Dear everyone. You can safely call this the conversation I never thought I’d be having with you, but here we are, less than a week from Christmas and I’m asking that you join me for a trip into some murky waters of the reproductive variety.
It involves some sensitive information but I’m going to do my best to not leave anyone too scarred. You with me? Great. Let me start by sharing this moment in time from childhood.
One Saturday afternoon when I was in grade three, my mum sat me down and proceeded to explain that being a gal and all comes with certain biological differences of the monthly variety. Every woman I know has a version of what I’m about to share.
Anyway, legend has it that I listened quietly (indicative of my level of shock, no doubt) before looking mum in the eye and calmly saying “that’s got nothing to do with me, Mum” and leaving the room. Ten out of 10 for denial.
Why am I talking about this (indeed, for the love of God, why?).
Because just this week, news has broken that students at a British primary school will now be told that boys, too, can get their periods. Read that again and let it sink in for just a minute.
Children as young as eight will be told by a school that boys can indeed get their periods, the report stating: “Trans boys and men and non-binary people may have periods.”
A spokesperson was quoted as saying they believe it’s important for all genders to be able to learn and talk about menstruation together, so that boys and girls can talk about it in more detail. The guidelines approved by Brighton Council reportedly advise that “menstruation needs to be inclusive of all genders”.
As a self-confessed 30-year veteran of my own lady-situation, I’m confident when I say that menstruation is not in fact a gender-inclusive event. It’s about the most gender exclusive event there is. The only thing that could be construed as inclusive about it is the fact that no sane man wants to have a conversation on the subject. I’d be willing to bet my sweet behind that no eight-year-old boy wants to either.
There’s a lot that bothered me about this story and the school’s approach to what is a very complex issue, one that some would argue is too mature for most eight-year-old minds.
Still, my first instinct was to have a laugh. Don’t appropriate my biology, you thieving b*stards! I’ve periodically suffered for 30 years and you shall not take that away from me (see what I did there?).
But it’s really not that funny. At the heart of it, this school and the people behind this policy (well meaning or not) are being dishonest.
They’re blatantly denying that thing called biology which is soundly backed up by science (inclusive of, but not limited to, DNA).
And to what end? Feelings, I guess. Primary school children being fed scientifically unsound, socially engineered narrative clothed in the mantle of inclusion, because once again, someone’s feelings need to be protected. Or validated. Or some such thing. Because of the need to say everyone’s the same, or that men and women aren’t different.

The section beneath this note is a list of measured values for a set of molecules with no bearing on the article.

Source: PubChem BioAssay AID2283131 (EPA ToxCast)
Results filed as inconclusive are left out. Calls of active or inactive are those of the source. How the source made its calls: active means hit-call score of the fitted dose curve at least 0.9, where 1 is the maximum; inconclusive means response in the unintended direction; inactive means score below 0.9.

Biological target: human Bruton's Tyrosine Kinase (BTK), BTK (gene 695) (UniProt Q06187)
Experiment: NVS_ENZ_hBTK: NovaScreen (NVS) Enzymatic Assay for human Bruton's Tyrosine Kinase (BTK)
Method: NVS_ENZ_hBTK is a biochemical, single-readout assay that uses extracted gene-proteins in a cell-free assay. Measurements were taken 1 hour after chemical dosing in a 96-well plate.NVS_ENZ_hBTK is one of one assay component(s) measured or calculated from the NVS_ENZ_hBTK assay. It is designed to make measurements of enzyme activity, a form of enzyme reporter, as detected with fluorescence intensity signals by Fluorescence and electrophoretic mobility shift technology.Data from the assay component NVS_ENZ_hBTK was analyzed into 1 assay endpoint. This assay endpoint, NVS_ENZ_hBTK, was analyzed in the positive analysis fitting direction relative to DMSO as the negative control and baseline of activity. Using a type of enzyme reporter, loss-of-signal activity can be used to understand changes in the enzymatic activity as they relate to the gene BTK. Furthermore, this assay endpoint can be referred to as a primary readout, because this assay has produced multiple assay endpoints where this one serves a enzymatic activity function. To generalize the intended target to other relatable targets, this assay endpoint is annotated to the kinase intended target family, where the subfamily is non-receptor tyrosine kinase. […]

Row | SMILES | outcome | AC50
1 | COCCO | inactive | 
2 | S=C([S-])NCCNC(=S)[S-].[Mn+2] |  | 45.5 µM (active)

What is honest, and what has nothing to do with feelings, is the fact that getting your period is not inclusive. Only people born with female DNA (This is a scientific fact. Saying that boys get their periods, too, is not.
The things at play here are complex. They are emotional above all and speak to a person’s identity. How they see themselves. But complex matters demand to be treated with honesty, not glossed over in an attempt to socially engineer a bunch of primary school kids. And that’s before you have the debate about whether it’s the school’s job or a parent or care-giver’s job to have these kinds of conversations with a child.
Adults know and can understand that there are many trans men who would still menstruate, a fact which reinforces the truth of still being biologically women.
This is a very important distinction and a tricky concept to explain to your average eight-year-old. To gloss over it by just saying boys can have periods, too, is dishonesty dressed up as acceptance.
It occurred to me also that this doesn’t help trans people, who seek to be recognised and treated equally. You can’t be treated equally without honesty. Intellectual, scientific and social honesty. Pretending biology changes with the stroke of a pen does not mean that it does. It doesn’t deal honestly with the complexities. It seeks to brush over them.
This issue in society is becoming ever more complex, particularly in the area of sport where the past year has seen trans women attempting to compete, and in some cases succeeding, in the same arena as women: AFL, cycling and bodybuilding.
The issues have been explosive and heavily divisive and it’s easy to see why. Some athletes have complained of the obvious and unfair biological advantage at play.
In AFL, for example, the key consideration has been risking of injury. Why? Again, that pesky issue of DNA. It tends not to lie nor be easily hidden, regardless of what gender a person says they identify as or have chosen to transition to.
Nobody seems to have an answer and I’m not sure a simple one exists. One thing I do know is answers must be grounded in honesty — for everyone’s sake.